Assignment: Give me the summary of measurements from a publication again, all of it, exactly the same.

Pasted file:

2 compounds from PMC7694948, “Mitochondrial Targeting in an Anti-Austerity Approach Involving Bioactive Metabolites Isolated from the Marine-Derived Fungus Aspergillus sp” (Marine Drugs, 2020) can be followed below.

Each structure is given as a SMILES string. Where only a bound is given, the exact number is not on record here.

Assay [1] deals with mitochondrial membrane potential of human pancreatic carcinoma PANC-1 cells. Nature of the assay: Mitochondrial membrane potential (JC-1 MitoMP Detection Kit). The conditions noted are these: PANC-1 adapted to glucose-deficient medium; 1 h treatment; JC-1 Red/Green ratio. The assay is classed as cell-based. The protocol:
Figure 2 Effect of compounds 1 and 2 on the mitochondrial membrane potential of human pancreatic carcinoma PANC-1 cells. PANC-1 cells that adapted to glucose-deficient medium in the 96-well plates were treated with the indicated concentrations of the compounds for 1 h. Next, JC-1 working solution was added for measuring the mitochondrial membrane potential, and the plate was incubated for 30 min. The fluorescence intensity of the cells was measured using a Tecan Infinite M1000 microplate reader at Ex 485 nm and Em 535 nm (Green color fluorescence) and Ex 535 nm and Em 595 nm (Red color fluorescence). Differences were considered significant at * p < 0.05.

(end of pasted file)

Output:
2 compounds from PMC7694948, “Mitochondrial Targeting in an Anti-Austerity Approach Involving Bioactive Metabolites Isolated from the Marine-Derived Fungus Aspergillus sp” (Marine Drugs, 2020) can be followed below.

Each structure is given as a SMILES string. Where only a bound is given, the exact number is not on record here.

Assay [1] deals with mitochondrial membrane potential of human pancreatic carcinoma PANC-1 cells. Nature of the assay: Mitochondrial membrane potential (JC-1 MitoMP Detection Kit). The conditions noted are these: PANC-1 adapted to glucose-deficient medium; 1 h treatment; JC-1 Red/Green ratio. The assay is classed as cell-based. The protocol:
Figure 2 Effect of compounds 1 and 2 on the mitochondrial membrane potential of human pancreatic carcinoma PANC-1 cells. PANC-1 cells that adapted to glucose-deficient medium in the 96-well plates were treated with the indicated concentrations of the compounds for 1 h. Next, JC-1 working solution was added for measuring the mitochondrial membrane potential, and the plate was incubated for 30 min. The fluorescence intensity of the cells was measured using a Tecan Infinite M1000 microplate reader at Ex 485 nm and Em 535 nm (Green color fluorescence) and Ex 535 nm and Em 595 nm (Red color fluorescence). Differences were considered significant at * p < 0.05.